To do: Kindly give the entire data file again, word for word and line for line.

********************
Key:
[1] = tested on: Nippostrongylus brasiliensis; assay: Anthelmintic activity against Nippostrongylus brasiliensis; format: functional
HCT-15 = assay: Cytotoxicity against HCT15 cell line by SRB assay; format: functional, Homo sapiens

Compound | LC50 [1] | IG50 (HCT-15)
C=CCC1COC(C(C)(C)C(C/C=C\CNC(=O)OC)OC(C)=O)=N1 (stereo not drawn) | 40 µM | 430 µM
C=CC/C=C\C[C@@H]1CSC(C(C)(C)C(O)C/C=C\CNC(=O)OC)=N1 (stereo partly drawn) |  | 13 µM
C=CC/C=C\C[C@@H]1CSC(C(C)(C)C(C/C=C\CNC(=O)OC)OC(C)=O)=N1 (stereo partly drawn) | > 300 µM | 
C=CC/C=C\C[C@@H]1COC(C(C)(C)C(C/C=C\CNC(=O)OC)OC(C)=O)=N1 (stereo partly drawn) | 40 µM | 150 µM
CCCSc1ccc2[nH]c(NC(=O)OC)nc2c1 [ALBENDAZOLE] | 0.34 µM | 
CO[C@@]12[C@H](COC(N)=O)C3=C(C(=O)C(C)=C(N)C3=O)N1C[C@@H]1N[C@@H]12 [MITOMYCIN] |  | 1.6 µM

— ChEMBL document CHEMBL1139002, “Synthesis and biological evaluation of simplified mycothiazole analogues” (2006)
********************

Key:
[1] = tested on: Nippostrongylus brasiliensis; assay: Anthelmintic activity against Nippostrongylus brasiliensis; format: functional
HCT-15 = assay: Cytotoxicity against HCT15 cell line by SRB assay; format: functional, Homo sapiens

Compound | LC50 [1] | IG50 (HCT-15)
C=CCC1COC(C(C)(C)C(C/C=C\CNC(=O)OC)OC(C)=O)=N1 (stereo not drawn) | 40 µM | 430 µM
C=CC/C=C\C[C@@H]1CSC(C(C)(C)C(O)C/C=C\CNC(=O)OC)=N1 (stereo partly drawn) |  | 13 µM
C=CC/C=C\C[C@@H]1CSC(C(C)(C)C(C/C=C\CNC(=O)OC)OC(C)=O)=N1 (stereo partly drawn) | > 300 µM | 
C=CC/C=C\C[C@@H]1COC(C(C)(C)C(C/C=C\CNC(=O)OC)OC(C)=O)=N1 (stereo partly drawn) | 40 µM | 150 µM
CCCSc1ccc2[nH]c(NC(=O)OC)nc2c1 [ALBENDAZOLE] | 0.34 µM | 
CO[C@@]12[C@H](COC(N)=O)C3=C(C(=O)C(C)=C(N)C3=O)N1C[C@@H]1N[C@@H]12 [MITOMYCIN] |  | 1.6 µM

— ChEMBL document CHEMBL1139002, “Synthesis and biological evaluation of simplified mycothiazole analogues” (2006)